With reference to FIG. 2, the operation of apparatus 10 will be briefly described. Drive signals are continuously provided to the drive mechanism 15 from a microcomputer 17 (see FIG. 6) to rotate the drum 16 to bring successive, contiguous areas of the receiver sheet 12 into the print region opposite print head 18. A portion of a dye frame of carrier member 14 is disposed between the print head 18 and the receiver sheet 12. As noted above, these members are moved relative to the print head during the print operation. Energized signals are supplied to thermal pixels of the print head 18 by print head control circuitry 42 heating the thermal pixels and causing dye to transfer from the carrier member 14 to the receiver 12.
As the receiver member 12 moves through the print region, the selective energization of thermal pixels results in the printing of a color image on the receiver. The color of this image is determined by the color of the thermally transferable dye contained in each frame that is driven past the print region. After one complete color frame of the image has been printed, receiver 12 is returned to an initial, or "home" position. Carrier member 14 is advanced to move another color frame into position for printing, and print head 18 is selectively energized so as to print the next color frame of the image superimposed onto the first printed image.
FIG. 4 shows in schematic several thermal pixels 50. Each thermal pixel 50 is made of a thin film of a resistive material, which is mounted on a non-conductive support 52. When a switch 54 is closed, current flows through the thermal pixel. Although thin film thermal pixels are shown, it will be understood that thick film thermal pixels can also be used.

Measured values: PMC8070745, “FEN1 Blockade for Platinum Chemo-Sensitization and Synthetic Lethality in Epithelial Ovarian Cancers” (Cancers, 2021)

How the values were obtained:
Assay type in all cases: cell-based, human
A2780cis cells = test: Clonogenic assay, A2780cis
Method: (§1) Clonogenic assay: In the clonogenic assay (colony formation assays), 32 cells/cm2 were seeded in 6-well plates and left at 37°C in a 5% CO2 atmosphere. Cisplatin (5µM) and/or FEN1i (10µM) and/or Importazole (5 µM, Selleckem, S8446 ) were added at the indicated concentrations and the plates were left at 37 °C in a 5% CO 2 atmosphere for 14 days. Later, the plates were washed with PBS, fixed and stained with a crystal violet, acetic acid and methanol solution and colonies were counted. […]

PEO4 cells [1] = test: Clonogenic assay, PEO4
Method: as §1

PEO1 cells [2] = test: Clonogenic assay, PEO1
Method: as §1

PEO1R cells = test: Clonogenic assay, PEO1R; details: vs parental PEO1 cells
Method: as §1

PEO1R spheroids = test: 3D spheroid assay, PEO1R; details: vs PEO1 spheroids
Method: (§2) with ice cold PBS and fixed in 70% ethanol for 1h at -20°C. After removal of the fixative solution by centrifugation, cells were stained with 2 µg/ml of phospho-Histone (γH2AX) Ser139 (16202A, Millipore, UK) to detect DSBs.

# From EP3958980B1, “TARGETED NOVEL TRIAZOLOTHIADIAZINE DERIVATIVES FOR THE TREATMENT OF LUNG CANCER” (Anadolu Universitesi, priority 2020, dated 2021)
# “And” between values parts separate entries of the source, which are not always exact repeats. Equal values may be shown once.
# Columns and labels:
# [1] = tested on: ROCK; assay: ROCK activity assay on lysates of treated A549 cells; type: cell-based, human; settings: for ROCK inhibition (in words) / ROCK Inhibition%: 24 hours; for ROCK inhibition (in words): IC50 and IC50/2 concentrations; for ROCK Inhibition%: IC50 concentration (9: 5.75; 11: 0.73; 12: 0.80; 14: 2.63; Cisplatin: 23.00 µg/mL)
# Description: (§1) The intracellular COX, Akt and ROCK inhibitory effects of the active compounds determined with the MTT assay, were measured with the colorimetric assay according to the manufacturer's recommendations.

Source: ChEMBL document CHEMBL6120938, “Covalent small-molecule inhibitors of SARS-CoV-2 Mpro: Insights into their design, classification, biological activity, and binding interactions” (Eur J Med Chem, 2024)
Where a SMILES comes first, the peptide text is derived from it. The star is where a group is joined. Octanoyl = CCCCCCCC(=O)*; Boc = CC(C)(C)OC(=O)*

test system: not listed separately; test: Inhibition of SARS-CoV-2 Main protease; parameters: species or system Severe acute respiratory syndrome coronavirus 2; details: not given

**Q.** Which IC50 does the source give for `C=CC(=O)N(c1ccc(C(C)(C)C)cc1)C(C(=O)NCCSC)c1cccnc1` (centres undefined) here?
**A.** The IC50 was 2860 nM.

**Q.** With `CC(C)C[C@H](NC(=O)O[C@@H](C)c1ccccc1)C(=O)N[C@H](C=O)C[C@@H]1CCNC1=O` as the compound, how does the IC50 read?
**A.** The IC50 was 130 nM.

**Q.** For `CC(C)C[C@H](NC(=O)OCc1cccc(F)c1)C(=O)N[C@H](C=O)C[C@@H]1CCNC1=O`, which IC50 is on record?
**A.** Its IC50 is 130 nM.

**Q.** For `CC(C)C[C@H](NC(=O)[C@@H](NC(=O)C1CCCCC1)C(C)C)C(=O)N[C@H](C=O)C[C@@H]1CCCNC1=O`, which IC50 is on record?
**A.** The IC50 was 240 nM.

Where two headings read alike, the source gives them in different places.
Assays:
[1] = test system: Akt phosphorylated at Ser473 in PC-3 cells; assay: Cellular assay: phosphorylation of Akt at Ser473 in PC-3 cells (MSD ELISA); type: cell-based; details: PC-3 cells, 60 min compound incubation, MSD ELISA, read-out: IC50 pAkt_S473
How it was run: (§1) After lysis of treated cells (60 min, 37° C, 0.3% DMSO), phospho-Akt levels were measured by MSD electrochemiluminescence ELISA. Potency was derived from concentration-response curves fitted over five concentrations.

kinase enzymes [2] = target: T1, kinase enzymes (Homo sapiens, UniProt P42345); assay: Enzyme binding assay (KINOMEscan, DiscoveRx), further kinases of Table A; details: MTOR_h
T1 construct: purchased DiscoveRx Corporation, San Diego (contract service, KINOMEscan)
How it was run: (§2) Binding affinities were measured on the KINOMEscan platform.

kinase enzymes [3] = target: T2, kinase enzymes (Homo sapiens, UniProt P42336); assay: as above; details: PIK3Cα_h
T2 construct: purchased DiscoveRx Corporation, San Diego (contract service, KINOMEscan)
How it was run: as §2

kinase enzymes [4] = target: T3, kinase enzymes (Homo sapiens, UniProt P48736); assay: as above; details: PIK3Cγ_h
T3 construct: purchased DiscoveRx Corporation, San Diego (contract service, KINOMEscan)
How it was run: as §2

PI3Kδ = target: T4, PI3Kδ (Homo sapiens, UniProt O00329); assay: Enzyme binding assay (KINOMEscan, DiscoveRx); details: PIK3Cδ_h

FIG. 6 illustrates in more detail the control circuit 42 by which print head 18 is selectively energized to print the respective, superimposed color frames of an image on a receiver 12. The print head assembly is energized in response to color signals that represent a line of a "still" frame of a picture. These signals are stored as color digital images in the memory of microcomputer 17. As a numerical example, the print head assembly can be formed of 512 individual thermal pixels 50. One line at a time is printed. If each printed line corresponds to a column in a video image, then one thermal pixel is used for each horizontal line of the image to be printed. Each thermal pixel 50 is shown as a box containing a resistor. The first 128 thermal pixels (0-127) are assigned to Group 1. The next 128 thermal pixels (128-255) are assigned to Group 2. Groups 3 and 4 are each assigned 128 thermal pixels. Each thermal pixel is electrically connected to a constant voltage power supply (shown as Vs) and a NAND gate 60. When both inputs to a NAND gate 60 are high, the output of the NAND gate 60 is connected to ground and a current pulse is generated. One input to each NAND gate is from a group enable signal and the other input is from a stage of a series of flip-flop latches 59 which contains 512 stages, one for each NAND gate. The latches are connected in parallel to the 512 stages of a shift register 61.